In this issue also an in-memoriam for the father of the typewriter, William K. Jenne. In the detailed article it is explained that he developed the inventors' model into a manufacturable machine and remained active in the Typewriter Works for 30 years until 1904.
From the article; 'It has become so indispensable to us that it is hard to realize that it has not always been.' and it remarks how recent an invention it was; 'Men today who are scarcely past middle life remember when it was an unknown and undreamed of.' (And now this century later, people of today scarcely remember that it was ubiquitous and indispensable...)
On the last two pages of the small booklet are efficiency tips. How to optimize every motion and not waste a single keystroke.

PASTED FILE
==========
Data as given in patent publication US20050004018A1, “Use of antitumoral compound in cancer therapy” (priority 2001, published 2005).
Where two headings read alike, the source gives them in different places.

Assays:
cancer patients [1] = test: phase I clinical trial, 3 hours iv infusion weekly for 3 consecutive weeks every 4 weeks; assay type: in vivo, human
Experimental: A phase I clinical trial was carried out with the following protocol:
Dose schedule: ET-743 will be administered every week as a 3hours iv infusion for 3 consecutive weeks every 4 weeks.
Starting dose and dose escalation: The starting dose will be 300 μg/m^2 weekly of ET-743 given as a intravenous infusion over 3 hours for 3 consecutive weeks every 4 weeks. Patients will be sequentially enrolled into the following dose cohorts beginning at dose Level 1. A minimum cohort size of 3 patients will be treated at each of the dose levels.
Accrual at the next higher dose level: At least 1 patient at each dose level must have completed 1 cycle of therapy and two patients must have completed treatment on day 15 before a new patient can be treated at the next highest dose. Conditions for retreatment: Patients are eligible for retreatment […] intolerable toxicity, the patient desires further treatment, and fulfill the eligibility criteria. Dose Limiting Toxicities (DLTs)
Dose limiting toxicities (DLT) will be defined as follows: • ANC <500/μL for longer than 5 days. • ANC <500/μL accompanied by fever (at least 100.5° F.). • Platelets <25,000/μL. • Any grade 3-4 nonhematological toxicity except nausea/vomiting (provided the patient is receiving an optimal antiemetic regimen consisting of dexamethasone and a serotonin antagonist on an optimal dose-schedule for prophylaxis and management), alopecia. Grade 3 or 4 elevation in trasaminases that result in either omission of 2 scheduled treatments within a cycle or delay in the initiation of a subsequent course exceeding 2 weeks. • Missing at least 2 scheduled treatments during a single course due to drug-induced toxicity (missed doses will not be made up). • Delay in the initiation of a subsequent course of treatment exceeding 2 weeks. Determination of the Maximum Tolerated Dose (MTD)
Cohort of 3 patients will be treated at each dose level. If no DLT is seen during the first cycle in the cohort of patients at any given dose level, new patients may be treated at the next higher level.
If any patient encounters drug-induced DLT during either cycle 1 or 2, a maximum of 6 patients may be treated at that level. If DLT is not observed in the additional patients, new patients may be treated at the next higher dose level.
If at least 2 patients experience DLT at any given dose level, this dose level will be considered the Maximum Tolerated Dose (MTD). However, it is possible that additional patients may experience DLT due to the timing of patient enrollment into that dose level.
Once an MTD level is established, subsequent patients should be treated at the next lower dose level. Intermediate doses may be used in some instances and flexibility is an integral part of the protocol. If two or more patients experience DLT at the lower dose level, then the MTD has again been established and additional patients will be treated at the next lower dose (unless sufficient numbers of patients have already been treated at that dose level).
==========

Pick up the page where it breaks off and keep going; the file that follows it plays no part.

A section on the SelfStarter key explains that it really is useful when used backwards, to be pressed when returning the carriage. That starts to make sense for a correspondence machine. Also tab-stops work both ways of course, using the tabulator backwards can make sense.
Now who realized that? Not I. Like the article says: 'It is strange how many Remington typists, even today, have not yet learned this "backward setting".' Similarly it seems that the paper-guide of the Standard was a feature that sometimes not known to the user of the machine.
Another related item is a small paragraph that explains why the carriage return lever on a standard should always be on the right-hand side of the machine. (Wonder if the writer of that statement knew the team developing their new Portable machine...)
With thanks to the Archive (and the kind uploader of this scan!).